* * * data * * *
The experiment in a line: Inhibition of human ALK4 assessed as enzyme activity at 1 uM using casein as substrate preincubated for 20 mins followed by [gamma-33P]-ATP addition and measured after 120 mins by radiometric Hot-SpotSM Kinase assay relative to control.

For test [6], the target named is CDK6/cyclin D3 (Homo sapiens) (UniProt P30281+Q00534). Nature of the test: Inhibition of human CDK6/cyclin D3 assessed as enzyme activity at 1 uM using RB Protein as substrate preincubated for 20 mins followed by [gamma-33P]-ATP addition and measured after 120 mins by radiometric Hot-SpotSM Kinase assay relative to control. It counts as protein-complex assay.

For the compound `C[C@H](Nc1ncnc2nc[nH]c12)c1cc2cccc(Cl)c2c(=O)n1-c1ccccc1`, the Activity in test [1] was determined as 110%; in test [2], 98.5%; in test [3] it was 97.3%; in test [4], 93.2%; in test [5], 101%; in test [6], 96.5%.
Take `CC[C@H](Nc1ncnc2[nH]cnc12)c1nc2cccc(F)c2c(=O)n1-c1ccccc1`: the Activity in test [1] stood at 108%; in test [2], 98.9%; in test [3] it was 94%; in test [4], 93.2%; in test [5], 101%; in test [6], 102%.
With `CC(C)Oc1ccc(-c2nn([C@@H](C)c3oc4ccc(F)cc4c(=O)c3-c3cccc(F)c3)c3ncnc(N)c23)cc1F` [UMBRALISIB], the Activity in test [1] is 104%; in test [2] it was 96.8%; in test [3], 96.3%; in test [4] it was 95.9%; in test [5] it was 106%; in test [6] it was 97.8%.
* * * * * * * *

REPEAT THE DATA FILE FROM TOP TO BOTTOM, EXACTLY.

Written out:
The experiment in a line: Inhibition of human ALK4 assessed as enzyme activity at 1 uM using casein as substrate preincubated for 20 mins followed by [gamma-33P]-ATP addition and measured after 120 mins by radiometric Hot-SpotSM Kinase assay relative to control.

For test [6], the target named is CDK6/cyclin D3 (Homo sapiens) (UniProt P30281+Q00534). Nature of the test: Inhibition of human CDK6/cyclin D3 assessed as enzyme activity at 1 uM using RB Protein as substrate preincubated for 20 mins followed by [gamma-33P]-ATP addition and measured after 120 mins by radiometric Hot-SpotSM Kinase assay relative to control. It counts as protein-complex assay.

For the compound `C[C@H](Nc1ncnc2nc[nH]c12)c1cc2cccc(Cl)c2c(=O)n1-c1ccccc1`, the Activity in test [1] was determined as 110%; in test [2], 98.5%; in test [3] it was 97.3%; in test [4], 93.2%; in test [5], 101%; in test [6], 96.5%.
Take `CC[C@H](Nc1ncnc2[nH]cnc12)c1nc2cccc(F)c2c(=O)n1-c1ccccc1`: the Activity in test [1] stood at 108%; in test [2], 98.9%; in test [3] it was 94%; in test [4], 93.2%; in test [5], 101%; in test [6], 102%.
With `CC(C)Oc1ccc(-c2nn([C@@H](C)c3oc4ccc(F)cc4c(=O)c3-c3cccc(F)c3)c3ncnc(N)c23)cc1F` [UMBRALISIB], the Activity in test [1] is 104%; in test [2] it was 96.8%; in test [3], 96.3%; in test [4] it was 95.9%; in test [5] it was 106%; in test [6] it was 97.8%.